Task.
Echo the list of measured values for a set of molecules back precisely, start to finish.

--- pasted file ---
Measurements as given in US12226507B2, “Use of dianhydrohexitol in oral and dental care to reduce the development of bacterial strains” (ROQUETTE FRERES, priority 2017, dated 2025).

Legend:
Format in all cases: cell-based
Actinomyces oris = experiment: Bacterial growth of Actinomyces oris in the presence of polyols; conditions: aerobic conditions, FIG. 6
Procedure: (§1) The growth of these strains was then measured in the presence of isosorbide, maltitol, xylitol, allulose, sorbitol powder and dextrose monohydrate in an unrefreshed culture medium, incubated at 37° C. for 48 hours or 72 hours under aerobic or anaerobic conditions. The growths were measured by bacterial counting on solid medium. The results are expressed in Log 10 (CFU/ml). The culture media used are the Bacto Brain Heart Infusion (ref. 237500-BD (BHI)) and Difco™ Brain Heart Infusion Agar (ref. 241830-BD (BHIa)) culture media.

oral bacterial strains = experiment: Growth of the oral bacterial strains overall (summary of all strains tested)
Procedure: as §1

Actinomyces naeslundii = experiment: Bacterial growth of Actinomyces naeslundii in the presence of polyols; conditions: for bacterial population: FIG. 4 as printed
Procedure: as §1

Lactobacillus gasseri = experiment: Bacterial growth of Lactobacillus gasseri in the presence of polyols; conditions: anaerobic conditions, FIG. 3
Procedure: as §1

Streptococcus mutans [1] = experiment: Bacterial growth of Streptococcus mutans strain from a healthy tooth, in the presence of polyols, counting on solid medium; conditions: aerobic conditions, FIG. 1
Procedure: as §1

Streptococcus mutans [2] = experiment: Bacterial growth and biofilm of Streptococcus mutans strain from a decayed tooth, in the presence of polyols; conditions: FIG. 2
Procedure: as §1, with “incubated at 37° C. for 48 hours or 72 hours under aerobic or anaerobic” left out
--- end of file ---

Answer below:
Measurements as given in US12226507B2, “Use of dianhydrohexitol in oral and dental care to reduce the development of bacterial strains” (ROQUETTE FRERES, priority 2017, dated 2025).

Legend:
Format in all cases: cell-based
Actinomyces oris = experiment: Bacterial growth of Actinomyces oris in the presence of polyols; conditions: aerobic conditions, FIG. 6
Procedure: (§1) The growth of these strains was then measured in the presence of isosorbide, maltitol, xylitol, allulose, sorbitol powder and dextrose monohydrate in an unrefreshed culture medium, incubated at 37° C. for 48 hours or 72 hours under aerobic or anaerobic conditions. The growths were measured by bacterial counting on solid medium. The results are expressed in Log 10 (CFU/ml). The culture media used are the Bacto Brain Heart Infusion (ref. 237500-BD (BHI)) and Difco™ Brain Heart Infusion Agar (ref. 241830-BD (BHIa)) culture media.

oral bacterial strains = experiment: Growth of the oral bacterial strains overall (summary of all strains tested)
Procedure: as §1

Actinomyces naeslundii = experiment: Bacterial growth of Actinomyces naeslundii in the presence of polyols; conditions: for bacterial population: FIG. 4 as printed
Procedure: as §1

Lactobacillus gasseri = experiment: Bacterial growth of Lactobacillus gasseri in the presence of polyols; conditions: anaerobic conditions, FIG. 3
Procedure: as §1

Streptococcus mutans [1] = experiment: Bacterial growth of Streptococcus mutans strain from a healthy tooth, in the presence of polyols, counting on solid medium; conditions: aerobic conditions, FIG. 1
Procedure: as §1

Streptococcus mutans [2] = experiment: Bacterial growth and biofilm of Streptococcus mutans strain from a decayed tooth, in the presence of polyols; conditions: FIG. 2
Procedure: as §1, with “incubated at 37° C. for 48 hours or 72 hours under aerobic or anaerobic” left out